Decentralization’s Conditional Effects on Social Services: Evidence from the Honduran Health Sector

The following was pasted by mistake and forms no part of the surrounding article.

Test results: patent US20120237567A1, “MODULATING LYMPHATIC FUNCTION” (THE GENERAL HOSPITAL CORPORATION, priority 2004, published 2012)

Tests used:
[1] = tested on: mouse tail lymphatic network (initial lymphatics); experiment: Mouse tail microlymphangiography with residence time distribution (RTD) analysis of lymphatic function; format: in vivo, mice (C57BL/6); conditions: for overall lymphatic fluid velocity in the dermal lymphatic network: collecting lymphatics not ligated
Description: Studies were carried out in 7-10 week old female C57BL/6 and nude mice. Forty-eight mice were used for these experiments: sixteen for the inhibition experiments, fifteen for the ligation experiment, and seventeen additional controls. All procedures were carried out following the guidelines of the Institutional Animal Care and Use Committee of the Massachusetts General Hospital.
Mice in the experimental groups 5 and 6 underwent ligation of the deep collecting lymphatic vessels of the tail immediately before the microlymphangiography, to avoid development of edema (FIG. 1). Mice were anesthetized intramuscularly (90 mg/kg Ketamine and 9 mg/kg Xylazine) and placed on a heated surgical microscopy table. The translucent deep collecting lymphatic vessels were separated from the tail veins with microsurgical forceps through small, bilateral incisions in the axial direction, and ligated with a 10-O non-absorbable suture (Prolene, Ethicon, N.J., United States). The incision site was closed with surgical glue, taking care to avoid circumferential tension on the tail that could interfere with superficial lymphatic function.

Abstract: Governments across Latin America have decentralized their health systems in an effort to improve services for poor, rural populations. Despite tremendous enthusiasm on the part of policymakers and donors, relatively little rigorous evidence exists on whether reformed system produce better services or how contextual factors influence effectiveness. In this paper we investigate the conditional effects of decentralized governance on local health services using a difference-in-differences research design and original quantitative and qualitative data from Honduras. We expect that local conditions will moderate the performance of health sector decentralization, namely that decentralization will perform better in localities with more political competition, greater participation, and larger existing resources. Our preliminary analysis supports these expectations, showing that decentralization increases production-based health services, especially preventive care for women, and that these effects are largest in more favorable local contexts. The results of this analysis help inform policymakers in terms of how they target decentralization reforms locally and the types of support that may be needed so that localities with less favorable conditions also experience improvements in their services.